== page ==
Dr. Chokshi most recently served as Chief Population Health Officer at NYC Health + Hospitals, where he built and grew an award-winning team dedicated to health system improvement, spanning innovative care models and analytics, primary care transformation, social determinants of health, community-based care management and chronic diseases and prevention. He has taken care of patients as a primary care physician at Bellevue Hospital since 2014.
Dr. Chokshi’s prior work experience spans the public, private and nonprofit sectors, including positions with the New York City and State Departments of Health and the Louisiana Department of Health, before and after Hurricane Katrina. Dr. Chokshi served on the FEMA delegation to New York City after Hurricane Sandy in 2012. He also served as a White House Fellow and was the principal health advisor to the Secretary of Veterans Affairs.
Dr. Chokshi has written widely on public health and medicine including in The New England Journal of Medicine, JAMA, The Lancet, Health Affairs, Science and Scientific American. In 2016, President Obama appointed him to the Advisory Group on Prevention, Health Promotion and Integrative and Public Health.
He trained in internal medicine at Brigham & Women's Hospital, where he received the Dunne Award for Compassionate Care, and was a clinical fellow at Harvard Medical School. During his training, Dr. Chokshi did clinical work in Guatemala, Peru, Botswana, Ghana and India. He received his M.D. with Alpha Omega Alpha distinction from Penn, where he was elected by his peers to win the Joel Gordon Miller Prize. He also earned an MSc in global public health as a Rhodes Scholar at Oxford and graduated summa cum laude from Duke.
Dr. Mickey Chopra is currently the Global Solutions Lead for Service Delivery in the Health Nutrition and Population global practice of the World Bank. He leads its work around the organization, management and quality of health services.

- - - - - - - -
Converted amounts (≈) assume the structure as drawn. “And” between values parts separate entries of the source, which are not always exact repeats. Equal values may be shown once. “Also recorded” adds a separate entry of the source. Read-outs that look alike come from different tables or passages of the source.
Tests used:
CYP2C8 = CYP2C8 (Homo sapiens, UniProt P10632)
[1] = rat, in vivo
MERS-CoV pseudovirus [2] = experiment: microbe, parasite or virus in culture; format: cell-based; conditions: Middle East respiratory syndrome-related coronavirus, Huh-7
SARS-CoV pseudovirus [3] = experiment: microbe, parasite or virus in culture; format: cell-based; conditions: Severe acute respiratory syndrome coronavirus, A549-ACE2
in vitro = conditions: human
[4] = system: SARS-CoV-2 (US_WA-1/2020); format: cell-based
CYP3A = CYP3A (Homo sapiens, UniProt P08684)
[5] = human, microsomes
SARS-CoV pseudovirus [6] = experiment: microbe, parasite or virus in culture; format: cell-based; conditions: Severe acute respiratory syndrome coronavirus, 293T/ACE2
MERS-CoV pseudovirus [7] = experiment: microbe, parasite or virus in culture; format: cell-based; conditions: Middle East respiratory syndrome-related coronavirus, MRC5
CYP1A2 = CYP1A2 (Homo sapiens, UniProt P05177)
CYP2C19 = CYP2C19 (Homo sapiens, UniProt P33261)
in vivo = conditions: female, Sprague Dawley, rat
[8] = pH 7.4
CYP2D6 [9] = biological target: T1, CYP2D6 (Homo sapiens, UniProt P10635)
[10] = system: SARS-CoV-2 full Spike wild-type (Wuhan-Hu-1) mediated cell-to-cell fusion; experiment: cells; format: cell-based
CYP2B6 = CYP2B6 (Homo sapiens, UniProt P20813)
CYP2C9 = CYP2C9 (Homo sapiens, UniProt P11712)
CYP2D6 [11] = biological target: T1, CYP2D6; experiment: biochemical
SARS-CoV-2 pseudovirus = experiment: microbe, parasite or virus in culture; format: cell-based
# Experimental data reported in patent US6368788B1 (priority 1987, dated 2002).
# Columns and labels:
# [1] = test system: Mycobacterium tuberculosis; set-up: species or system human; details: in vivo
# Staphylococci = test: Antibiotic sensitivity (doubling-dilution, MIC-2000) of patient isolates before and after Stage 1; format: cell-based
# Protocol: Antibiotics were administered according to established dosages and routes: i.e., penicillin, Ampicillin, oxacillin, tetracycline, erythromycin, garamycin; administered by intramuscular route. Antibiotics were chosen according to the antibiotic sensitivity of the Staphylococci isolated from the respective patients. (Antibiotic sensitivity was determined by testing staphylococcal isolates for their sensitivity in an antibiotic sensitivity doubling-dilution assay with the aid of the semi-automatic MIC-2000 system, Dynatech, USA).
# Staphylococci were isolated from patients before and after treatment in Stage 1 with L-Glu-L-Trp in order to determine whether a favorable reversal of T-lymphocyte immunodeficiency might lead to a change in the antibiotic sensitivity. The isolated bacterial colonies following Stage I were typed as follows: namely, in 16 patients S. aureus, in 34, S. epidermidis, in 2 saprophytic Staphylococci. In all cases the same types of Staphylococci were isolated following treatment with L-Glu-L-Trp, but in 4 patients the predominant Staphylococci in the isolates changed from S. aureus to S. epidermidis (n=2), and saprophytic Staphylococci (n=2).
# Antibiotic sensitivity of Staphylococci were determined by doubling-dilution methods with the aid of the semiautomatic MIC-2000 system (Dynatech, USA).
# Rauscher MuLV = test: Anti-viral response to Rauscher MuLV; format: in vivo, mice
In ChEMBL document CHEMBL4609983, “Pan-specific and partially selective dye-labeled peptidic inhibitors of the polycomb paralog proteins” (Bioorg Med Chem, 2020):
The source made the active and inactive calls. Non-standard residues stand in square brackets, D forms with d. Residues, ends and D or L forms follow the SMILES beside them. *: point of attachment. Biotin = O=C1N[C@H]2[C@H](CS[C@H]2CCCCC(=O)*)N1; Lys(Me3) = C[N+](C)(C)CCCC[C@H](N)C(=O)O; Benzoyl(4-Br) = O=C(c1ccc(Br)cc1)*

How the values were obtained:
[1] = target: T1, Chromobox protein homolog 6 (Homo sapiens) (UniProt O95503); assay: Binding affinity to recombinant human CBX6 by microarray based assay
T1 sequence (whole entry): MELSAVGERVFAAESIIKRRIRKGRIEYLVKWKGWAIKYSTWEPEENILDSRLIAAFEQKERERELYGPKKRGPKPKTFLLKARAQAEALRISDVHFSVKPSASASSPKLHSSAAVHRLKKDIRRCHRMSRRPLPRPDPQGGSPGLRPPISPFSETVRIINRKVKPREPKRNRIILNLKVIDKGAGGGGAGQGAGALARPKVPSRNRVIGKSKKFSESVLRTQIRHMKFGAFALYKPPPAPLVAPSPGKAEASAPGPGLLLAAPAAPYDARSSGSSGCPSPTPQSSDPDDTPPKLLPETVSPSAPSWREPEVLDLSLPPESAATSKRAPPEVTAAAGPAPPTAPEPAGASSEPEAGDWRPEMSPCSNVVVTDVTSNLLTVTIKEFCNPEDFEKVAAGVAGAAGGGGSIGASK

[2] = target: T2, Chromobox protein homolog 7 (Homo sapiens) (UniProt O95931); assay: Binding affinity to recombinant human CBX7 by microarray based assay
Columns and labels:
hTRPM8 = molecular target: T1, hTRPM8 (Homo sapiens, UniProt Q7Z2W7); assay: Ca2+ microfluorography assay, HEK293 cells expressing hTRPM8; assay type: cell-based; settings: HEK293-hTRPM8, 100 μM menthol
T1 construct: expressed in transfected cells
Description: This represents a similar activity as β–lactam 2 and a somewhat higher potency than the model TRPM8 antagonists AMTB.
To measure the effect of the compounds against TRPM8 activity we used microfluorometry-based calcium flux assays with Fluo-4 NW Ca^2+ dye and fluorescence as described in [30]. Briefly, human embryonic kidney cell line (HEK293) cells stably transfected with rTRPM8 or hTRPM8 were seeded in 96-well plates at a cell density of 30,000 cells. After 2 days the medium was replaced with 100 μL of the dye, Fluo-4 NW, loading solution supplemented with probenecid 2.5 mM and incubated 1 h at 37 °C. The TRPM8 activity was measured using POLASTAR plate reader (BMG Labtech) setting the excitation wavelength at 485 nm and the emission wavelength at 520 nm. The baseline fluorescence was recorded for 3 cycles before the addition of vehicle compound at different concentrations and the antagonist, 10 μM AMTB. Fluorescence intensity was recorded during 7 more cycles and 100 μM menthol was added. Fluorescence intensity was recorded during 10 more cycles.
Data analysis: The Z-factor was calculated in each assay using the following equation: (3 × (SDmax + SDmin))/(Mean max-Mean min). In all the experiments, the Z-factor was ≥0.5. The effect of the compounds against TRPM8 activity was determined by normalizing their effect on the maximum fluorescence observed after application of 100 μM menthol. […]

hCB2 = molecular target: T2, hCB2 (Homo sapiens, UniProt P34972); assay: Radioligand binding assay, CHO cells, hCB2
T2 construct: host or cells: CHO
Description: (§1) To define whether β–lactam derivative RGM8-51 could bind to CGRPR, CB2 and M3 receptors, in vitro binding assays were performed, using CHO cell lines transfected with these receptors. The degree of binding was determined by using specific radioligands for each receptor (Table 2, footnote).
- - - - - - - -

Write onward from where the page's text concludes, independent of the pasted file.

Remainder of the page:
Previous to this he was the Chief of Health and Associate Director of Programs at UNICEF’s New York Headquarters, leading the agency’s work on maternal, newborn and child health, immunization, pediatric HIV/AIDS, and health systems strengthening, policy and research.
During this time he guided UNICEF toward improving investments in global health, reducing health inequities, increasing focus on women and children’s health, eliminating major infectious diseases, and strengthening UNICEFs place in the global health community.
Additionally, he has chaired the Evaluation and Research Group at the Global Fund for HIV/AIDS, TB and Malaria to ensure that their investments are reaching those most in need and chaired the Special Committee for Large Countries for GAVI that worked on ensuring increased coverage of vaccines for Nigeria and India in particular. He led the technical team that oversaw the UN Commission on Essential Medicines and Commodities that has resulted in over $250 million being raised to address the bottlenecks that prevent cheap and life-saving commodities from reaching the poorest families.